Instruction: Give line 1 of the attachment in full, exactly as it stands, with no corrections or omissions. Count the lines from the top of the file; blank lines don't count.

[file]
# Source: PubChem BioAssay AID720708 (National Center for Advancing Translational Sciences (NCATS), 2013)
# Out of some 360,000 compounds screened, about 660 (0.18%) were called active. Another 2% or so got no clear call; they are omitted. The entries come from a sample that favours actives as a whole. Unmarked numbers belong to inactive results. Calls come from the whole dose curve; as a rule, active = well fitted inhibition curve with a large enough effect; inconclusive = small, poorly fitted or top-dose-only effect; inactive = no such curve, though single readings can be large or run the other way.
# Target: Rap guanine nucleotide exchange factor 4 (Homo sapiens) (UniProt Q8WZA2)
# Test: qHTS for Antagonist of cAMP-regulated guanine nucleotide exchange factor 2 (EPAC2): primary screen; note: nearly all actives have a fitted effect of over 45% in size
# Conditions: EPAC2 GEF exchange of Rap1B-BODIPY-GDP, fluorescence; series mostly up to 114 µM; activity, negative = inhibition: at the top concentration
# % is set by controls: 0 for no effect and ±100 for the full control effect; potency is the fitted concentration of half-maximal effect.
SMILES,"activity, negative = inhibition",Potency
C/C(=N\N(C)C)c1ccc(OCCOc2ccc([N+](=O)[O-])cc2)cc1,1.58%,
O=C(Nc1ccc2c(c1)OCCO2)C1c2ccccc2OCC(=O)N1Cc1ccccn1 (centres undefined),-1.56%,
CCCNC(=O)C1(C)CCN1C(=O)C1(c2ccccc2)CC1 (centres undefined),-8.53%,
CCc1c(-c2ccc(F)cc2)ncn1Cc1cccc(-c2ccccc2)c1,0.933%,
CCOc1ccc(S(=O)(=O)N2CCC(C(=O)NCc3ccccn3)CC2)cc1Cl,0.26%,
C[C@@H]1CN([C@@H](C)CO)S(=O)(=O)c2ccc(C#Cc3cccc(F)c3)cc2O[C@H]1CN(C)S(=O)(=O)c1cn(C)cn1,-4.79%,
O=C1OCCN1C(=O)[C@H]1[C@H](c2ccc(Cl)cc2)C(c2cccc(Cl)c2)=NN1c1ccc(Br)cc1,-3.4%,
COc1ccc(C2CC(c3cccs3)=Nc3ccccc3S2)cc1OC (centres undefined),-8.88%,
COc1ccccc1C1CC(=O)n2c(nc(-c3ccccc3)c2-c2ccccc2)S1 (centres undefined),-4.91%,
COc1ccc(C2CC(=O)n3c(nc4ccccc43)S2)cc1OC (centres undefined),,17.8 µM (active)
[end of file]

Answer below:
# Source: PubChem BioAssay AID720708 (National Center for Advancing Translational Sciences (NCATS), 2013)